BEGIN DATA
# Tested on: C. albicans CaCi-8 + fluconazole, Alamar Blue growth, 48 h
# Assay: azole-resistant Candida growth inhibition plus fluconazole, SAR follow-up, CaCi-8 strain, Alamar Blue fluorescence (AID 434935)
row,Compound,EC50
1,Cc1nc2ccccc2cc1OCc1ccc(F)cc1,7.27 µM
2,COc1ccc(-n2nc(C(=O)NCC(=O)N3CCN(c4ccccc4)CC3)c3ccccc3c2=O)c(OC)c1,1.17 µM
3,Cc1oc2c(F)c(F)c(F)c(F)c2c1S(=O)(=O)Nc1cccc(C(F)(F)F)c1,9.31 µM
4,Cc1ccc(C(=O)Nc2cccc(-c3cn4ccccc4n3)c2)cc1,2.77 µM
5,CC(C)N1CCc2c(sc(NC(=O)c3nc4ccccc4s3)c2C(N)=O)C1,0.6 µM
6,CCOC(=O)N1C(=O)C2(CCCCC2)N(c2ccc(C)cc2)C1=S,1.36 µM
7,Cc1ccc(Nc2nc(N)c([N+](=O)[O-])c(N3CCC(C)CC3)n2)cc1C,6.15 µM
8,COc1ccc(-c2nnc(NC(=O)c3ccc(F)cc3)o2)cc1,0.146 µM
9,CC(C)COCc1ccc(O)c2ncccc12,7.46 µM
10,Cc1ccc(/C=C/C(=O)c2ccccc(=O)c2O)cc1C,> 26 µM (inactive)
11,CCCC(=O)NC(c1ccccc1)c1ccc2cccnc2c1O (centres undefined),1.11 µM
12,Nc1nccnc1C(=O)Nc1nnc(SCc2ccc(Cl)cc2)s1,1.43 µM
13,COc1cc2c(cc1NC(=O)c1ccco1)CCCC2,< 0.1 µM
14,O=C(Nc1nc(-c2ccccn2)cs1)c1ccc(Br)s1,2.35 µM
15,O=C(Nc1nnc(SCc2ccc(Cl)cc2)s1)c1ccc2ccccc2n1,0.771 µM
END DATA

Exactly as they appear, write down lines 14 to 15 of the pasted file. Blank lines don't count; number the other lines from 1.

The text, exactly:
11,CCCC(=O)NC(c1ccccc1)c1ccc2cccnc2c1O (centres undefined),1.11 µM
12,Nc1nccnc1C(=O)Nc1nnc(SCc2ccc(Cl)cc2)s1,1.43 µM